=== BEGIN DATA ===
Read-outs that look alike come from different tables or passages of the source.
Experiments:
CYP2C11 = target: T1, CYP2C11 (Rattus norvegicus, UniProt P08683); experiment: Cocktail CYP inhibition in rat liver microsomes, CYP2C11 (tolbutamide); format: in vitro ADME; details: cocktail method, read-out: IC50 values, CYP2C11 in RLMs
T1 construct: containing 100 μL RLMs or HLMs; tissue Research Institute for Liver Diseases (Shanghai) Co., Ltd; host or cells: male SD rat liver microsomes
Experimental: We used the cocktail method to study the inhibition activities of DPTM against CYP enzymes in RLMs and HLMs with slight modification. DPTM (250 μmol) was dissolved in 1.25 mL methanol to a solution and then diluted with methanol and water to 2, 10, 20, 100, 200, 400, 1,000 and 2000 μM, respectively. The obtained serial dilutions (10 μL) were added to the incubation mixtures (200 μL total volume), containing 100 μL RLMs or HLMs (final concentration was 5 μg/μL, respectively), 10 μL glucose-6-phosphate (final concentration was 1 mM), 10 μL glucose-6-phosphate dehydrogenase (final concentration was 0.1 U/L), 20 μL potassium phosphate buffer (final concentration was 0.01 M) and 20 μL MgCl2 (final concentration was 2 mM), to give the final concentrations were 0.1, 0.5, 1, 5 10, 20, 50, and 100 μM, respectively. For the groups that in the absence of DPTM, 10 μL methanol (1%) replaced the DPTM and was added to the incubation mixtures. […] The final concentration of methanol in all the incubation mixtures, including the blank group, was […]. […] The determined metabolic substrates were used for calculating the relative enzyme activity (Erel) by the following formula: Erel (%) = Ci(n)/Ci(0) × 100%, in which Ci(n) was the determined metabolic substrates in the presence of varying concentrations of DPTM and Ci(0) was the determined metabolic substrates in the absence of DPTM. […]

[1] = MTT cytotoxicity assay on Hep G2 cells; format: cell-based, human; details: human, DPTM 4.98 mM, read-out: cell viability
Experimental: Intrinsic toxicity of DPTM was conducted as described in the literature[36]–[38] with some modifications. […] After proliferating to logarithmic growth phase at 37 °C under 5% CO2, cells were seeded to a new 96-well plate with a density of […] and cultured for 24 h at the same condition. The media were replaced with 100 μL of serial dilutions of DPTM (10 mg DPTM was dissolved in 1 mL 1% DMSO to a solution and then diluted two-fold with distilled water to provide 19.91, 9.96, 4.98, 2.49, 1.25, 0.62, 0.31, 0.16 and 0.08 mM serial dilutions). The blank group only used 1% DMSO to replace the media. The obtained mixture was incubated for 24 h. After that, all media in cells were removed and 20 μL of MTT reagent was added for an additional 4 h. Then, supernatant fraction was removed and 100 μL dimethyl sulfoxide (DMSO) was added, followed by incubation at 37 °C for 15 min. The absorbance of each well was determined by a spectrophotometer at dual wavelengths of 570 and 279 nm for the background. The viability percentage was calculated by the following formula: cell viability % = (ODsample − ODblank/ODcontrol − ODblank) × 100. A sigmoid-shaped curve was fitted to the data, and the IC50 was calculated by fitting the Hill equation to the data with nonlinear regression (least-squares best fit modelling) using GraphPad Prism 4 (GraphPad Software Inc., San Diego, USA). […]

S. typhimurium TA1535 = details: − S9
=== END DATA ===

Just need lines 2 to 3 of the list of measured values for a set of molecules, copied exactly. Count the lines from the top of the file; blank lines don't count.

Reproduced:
Experiments:
CYP2C11 = target: T1, CYP2C11 (Rattus norvegicus, UniProt P08683); experiment: Cocktail CYP inhibition in rat liver microsomes, CYP2C11 (tolbutamide); format: in vitro ADME; details: cocktail method, read-out: IC50 values, CYP2C11 in RLMs